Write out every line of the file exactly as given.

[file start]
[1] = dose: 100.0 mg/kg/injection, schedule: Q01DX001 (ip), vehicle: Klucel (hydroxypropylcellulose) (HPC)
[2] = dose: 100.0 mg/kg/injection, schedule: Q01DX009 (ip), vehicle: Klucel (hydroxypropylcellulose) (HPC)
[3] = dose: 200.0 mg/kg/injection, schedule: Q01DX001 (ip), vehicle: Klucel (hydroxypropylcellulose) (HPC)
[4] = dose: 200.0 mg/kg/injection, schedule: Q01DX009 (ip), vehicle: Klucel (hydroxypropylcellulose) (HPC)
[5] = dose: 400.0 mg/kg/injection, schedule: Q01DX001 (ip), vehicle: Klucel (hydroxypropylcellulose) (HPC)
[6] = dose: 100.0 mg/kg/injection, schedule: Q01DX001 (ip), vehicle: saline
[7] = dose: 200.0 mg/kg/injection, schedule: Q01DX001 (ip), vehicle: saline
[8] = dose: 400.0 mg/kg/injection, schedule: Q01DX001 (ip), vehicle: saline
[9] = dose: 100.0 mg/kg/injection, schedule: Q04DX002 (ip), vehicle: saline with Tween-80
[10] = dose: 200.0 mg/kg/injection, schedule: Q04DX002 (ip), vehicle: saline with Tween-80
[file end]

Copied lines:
[1] = dose: 100.0 mg/kg/injection, schedule: Q01DX001 (ip), vehicle: Klucel (hydroxypropylcellulose) (HPC)
[2] = dose: 100.0 mg/kg/injection, schedule: Q01DX009 (ip), vehicle: Klucel (hydroxypropylcellulose) (HPC)
[3] = dose: 200.0 mg/kg/injection, schedule: Q01DX001 (ip), vehicle: Klucel (hydroxypropylcellulose) (HPC)
[4] = dose: 200.0 mg/kg/injection, schedule: Q01DX009 (ip), vehicle: Klucel (hydroxypropylcellulose) (HPC)
[5] = dose: 400.0 mg/kg/injection, schedule: Q01DX001 (ip), vehicle: Klucel (hydroxypropylcellulose) (HPC)
[6] = dose: 100.0 mg/kg/injection, schedule: Q01DX001 (ip), vehicle: saline
[7] = dose: 200.0 mg/kg/injection, schedule: Q01DX001 (ip), vehicle: saline
[8] = dose: 400.0 mg/kg/injection, schedule: Q01DX001 (ip), vehicle: saline
[9] = dose: 100.0 mg/kg/injection, schedule: Q04DX002 (ip), vehicle: saline with Tween-80
[10] = dose: 200.0 mg/kg/injection, schedule: Q04DX002 (ip), vehicle: saline with Tween-80